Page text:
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No change in conditions for Falls shooting victims

NIAGARA FALLS -- Conditions remained unchanged Monday for a police officer and two others involved in a domestic-related shooting early Saturday that left a city woman in critical condition.

Niagara Falls Police Officer Walter R. Nichols Jr. remained in serious condition in the intensive care unit of Erie County Medical Center, Buffalo, after undergoing several hours of surgery Saturday to remove shotgun pellets that had lodged near his heart, stomach and left hand.

Officer Michael D. Bird, who was hit with shotgun pellets in the face, was treated in Niagara Falls Memorial Medical Center and released Saturday.

The two officers were shot while responding to a domestic violence call at a South Avenue residence. When they arrived, they found that Stephanie C. Turk, 27, had been stabbed and shot by the father of her two children, Adam J. Hamilton, 34, police said.

Hamilton, armed with both a 12-gauge shotgun and a .22-caliber rifle, then fired three dozen to four dozen rounds at the officers for several minutes, police said.

All of those hurt were first taken to Falls Memorial Medical Center, and all but Bird were later transferred to ECMC.

Turk remained in critical condition Monday in ECMC's intensive care unit.

Hamilton suffered three gunshot wounds to his lower extremities and was in fair condition, under 24-hour guard by Niagara Falls police officers. He was arraigned Monday and faces two counts of first-degree attempted murder and one count of second-degree attempted murder, according to authorities.


Prosecution rests case in murder trial of two

LOCKPORT -- The prosecution rested its case in the Paul A. Osborne Jr.-Brandon Dennis murder trial Monday after introducing DNA evidence that placed Osborne at the scene of the slaying of Donald J. Paige Jr.

Osborne, 22, and Dennis, 23, both of Buffalo, are on trial in Niagara County Court on murder and other charges stemming from the Aug. 23, 2007, shooting death of Paige in the driveway of his Niagara Falls home.

K. Paul Meyers, of the Niagara County forensic laboratory, testified that a DNA sample taken from the finger of Paige's father, who was bitten on the finger while trying to help his son, showed Osborne's DNA mingled with the father's.

Also, a San Diego Padres baseball cap found at the scene carried Osborne's DNA, Meyers said.

Testimony last week included the introduction of evidence showing Osborne's fingerprints on the side of Paige's sport utility vehicle, which was in the driveway.

The prosecution finished its case with testimony from two State Police investigators who discussed the search for Dennis, including an account by one of the officers of seeing the two defendants together in Buffalo on the day of the slaying.

Dennis was placed at the scene in testimony by eyewitness Victor L. Bullard, who last week testified that one of the assailants, who robbed him at gunpoint before Paige exited the house, was missing his upper left front tooth.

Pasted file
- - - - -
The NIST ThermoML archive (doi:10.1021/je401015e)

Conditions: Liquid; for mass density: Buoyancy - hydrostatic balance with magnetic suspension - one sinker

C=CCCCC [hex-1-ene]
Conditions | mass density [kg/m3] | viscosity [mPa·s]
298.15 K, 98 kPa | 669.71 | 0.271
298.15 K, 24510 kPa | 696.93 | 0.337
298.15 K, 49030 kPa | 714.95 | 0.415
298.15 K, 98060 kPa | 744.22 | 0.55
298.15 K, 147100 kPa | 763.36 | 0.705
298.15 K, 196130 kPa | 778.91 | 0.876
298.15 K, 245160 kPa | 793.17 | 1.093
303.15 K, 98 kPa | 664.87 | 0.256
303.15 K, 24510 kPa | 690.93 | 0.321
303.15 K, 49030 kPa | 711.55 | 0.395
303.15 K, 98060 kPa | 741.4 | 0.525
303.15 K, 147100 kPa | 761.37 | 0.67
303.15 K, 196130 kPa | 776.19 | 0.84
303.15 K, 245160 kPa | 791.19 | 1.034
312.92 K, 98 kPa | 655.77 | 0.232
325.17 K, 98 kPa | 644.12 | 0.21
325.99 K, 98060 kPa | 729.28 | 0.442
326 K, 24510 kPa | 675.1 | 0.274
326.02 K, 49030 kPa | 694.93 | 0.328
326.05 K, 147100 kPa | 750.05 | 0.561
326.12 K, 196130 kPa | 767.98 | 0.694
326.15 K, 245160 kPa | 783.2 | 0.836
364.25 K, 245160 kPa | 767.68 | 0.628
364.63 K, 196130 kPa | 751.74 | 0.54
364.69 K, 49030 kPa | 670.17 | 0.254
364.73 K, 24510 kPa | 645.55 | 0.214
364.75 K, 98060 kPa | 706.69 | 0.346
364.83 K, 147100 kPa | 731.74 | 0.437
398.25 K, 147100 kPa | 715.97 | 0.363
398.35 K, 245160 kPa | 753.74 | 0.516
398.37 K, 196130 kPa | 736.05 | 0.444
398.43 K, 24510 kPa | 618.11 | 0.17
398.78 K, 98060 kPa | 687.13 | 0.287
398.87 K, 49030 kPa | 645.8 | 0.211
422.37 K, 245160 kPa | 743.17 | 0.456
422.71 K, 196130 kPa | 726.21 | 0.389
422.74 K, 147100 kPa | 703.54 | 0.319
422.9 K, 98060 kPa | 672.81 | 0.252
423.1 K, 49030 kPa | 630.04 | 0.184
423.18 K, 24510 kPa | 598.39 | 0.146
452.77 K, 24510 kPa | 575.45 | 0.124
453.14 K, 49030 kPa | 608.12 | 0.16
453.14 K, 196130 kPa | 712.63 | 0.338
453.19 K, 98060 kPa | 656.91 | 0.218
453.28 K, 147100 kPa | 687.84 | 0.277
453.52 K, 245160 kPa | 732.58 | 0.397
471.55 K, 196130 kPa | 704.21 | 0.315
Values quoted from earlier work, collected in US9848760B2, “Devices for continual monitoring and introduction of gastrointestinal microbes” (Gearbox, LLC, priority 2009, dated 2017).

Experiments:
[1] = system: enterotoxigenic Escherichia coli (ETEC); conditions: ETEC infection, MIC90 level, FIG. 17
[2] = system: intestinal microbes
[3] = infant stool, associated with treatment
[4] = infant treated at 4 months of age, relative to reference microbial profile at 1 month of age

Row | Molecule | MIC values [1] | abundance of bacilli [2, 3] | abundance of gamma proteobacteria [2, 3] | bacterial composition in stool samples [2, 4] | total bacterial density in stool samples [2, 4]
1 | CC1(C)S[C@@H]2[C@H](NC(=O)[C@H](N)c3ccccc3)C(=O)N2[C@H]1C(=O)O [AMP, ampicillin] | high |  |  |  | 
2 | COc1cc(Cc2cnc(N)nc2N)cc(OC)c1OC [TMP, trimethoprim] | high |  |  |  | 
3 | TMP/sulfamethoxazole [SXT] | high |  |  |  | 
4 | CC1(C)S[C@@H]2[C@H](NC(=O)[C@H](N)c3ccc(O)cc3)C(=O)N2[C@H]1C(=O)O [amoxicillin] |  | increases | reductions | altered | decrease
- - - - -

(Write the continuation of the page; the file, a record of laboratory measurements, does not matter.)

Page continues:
A photo of Dennis, taken last month, shows that tooth is indeed missing.


Guilty plea entered to cocaine possession

LOCKPORT -- A Niagara Falls man could be sentenced to as long as 5 1/2 years in prison after pleading guilty Monday in Niagara County Court to possessing 1.41 ounces of cocaine last year.

Jason R. Palmer, 23, of Devlin Avenue, admitted to fourth-degree criminal possession of a controlled substance.

Judge Matthew J. Murphy III scheduled sentencing for April 23.

Defense attorney James J. Faso said he advised Palmer to plead guilty after Murphy last week refused a defense motion to suppress the drug evidence police found in Palmer's car after a traffic stop on 71st Street in Niagara Falls on Feb. 28.


Shop owner pleads guilty to $124,000 tax violation

Steven Dvorak Jr., the operator of a well-known Amherst smoke shop, pleaded guilty Monday to criminally withholding more than $124,000 in state sales and tobacco tax receipts, prosecutors said.

Dvorak, 63, operator of the Tinder Box at 8212 Transit Road, turned over a check for an initial repayment of $20,000. Afterward, State Supreme Court Justice Christopher J. Burns told Dvorak he will place him on probation provided Dvorak pays an additional $5,000 before his scheduled April 30 sentencing.

Dvorak, who was allowed to remain free on his own recognizance, pleaded guilty to felony grand larceny under the state penal law and felony cigarette and tobacco product tax evasion under the state's tax law.

Prosecutor Susan H. Sadinsky said Dvorak, who has operated the Tinder Box since 1995, also signed confessions of judgment obligating him to repay an additional $30,701 to the state for sales tax receipts and $68,456 for tobacco taxes he withheld between March 1, 2004, and Feb. 28, 2007.

Sadinsky said routine audits of Dvorak's business by the state Department of Taxation and Finance led to the criminal case.

Dvorak, of Whispering Court, East Amherst, could not be reached to comment after the plea proceeding.

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